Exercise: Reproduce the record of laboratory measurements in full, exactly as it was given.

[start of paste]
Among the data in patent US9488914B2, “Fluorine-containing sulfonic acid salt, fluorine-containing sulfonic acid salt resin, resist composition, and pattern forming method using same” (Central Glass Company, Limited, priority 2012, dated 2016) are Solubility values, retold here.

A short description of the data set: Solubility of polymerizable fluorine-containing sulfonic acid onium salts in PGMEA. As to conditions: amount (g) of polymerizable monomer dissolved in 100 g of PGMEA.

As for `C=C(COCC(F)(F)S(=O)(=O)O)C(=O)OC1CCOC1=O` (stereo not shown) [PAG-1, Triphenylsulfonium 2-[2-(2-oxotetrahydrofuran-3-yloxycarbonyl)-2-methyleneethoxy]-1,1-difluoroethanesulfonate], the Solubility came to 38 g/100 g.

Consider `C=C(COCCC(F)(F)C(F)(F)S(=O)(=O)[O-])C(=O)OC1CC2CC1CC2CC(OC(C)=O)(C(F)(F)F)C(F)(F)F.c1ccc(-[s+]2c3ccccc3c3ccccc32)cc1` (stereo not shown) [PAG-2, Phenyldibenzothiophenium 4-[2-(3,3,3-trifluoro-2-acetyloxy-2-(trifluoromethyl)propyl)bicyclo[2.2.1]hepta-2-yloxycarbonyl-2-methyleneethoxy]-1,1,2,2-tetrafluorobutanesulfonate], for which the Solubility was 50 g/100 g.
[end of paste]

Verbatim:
Among the data in patent US9488914B2, “Fluorine-containing sulfonic acid salt, fluorine-containing sulfonic acid salt resin, resist composition, and pattern forming method using same” (Central Glass Company, Limited, priority 2012, dated 2016) are Solubility values, retold here.

A short description of the data set: Solubility of polymerizable fluorine-containing sulfonic acid onium salts in PGMEA. As to conditions: amount (g) of polymerizable monomer dissolved in 100 g of PGMEA.

As for `C=C(COCC(F)(F)S(=O)(=O)O)C(=O)OC1CCOC1=O` (stereo not shown) [PAG-1, Triphenylsulfonium 2-[2-(2-oxotetrahydrofuran-3-yloxycarbonyl)-2-methyleneethoxy]-1,1-difluoroethanesulfonate], the Solubility came to 38 g/100 g.

Consider `C=C(COCCC(F)(F)C(F)(F)S(=O)(=O)[O-])C(=O)OC1CC2CC1CC2CC(OC(C)=O)(C(F)(F)F)C(F)(F)F.c1ccc(-[s+]2c3ccccc3c3ccccc32)cc1` (stereo not shown) [PAG-2, Phenyldibenzothiophenium 4-[2-(3,3,3-trifluoro-2-acetyloxy-2-(trifluoromethyl)propyl)bicyclo[2.2.1]hepta-2-yloxycarbonyl-2-methyleneethoxy]-1,1,2,2-tetrafluorobutanesulfonate], for which the Solubility was 50 g/100 g.